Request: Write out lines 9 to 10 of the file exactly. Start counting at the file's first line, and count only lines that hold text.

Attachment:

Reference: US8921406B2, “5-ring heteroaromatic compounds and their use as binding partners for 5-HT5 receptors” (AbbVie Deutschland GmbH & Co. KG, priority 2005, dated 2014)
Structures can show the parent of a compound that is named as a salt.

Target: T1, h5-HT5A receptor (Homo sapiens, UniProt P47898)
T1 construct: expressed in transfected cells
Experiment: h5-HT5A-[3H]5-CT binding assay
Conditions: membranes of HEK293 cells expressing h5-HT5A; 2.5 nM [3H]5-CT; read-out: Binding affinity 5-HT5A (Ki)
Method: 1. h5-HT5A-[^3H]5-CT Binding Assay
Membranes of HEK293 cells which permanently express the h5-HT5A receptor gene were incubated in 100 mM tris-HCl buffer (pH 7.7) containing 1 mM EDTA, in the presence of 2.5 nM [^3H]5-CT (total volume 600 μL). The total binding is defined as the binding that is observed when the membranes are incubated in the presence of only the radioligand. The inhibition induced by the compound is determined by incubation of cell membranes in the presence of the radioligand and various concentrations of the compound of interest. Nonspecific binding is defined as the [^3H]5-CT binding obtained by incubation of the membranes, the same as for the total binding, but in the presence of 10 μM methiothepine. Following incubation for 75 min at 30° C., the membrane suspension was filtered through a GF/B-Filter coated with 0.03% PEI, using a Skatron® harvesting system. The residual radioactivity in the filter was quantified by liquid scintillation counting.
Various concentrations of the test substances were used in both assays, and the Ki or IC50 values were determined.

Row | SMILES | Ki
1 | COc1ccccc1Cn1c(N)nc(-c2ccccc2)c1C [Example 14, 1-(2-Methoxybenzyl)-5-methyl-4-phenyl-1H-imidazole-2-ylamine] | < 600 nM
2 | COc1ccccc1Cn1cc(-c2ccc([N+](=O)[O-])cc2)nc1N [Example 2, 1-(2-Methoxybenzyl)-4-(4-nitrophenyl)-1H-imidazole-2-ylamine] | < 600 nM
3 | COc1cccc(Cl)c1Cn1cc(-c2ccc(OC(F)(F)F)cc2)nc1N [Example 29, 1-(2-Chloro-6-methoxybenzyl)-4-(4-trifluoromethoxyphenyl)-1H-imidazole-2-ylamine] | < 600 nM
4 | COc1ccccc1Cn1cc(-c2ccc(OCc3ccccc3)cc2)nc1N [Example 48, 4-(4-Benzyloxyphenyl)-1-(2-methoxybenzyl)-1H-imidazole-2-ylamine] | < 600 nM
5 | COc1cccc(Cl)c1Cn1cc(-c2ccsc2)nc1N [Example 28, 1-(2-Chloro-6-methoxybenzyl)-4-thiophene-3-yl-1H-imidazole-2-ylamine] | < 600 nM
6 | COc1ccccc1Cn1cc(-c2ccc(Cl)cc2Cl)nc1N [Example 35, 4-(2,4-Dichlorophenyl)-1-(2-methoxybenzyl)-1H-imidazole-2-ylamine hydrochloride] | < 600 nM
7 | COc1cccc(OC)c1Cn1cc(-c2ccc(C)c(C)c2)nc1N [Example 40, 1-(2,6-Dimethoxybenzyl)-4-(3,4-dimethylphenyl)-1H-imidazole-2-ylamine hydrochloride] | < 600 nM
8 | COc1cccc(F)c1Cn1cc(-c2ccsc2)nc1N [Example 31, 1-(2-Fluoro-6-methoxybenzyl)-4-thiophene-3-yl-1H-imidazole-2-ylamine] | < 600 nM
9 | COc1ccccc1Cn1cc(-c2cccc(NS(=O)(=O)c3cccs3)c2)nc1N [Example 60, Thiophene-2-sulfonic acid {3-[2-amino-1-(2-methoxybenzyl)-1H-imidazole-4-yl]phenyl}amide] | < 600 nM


Various concentrations of the test substances were used in both assays, and the Ki or IC50 values were determined.

Row | SMILES | Ki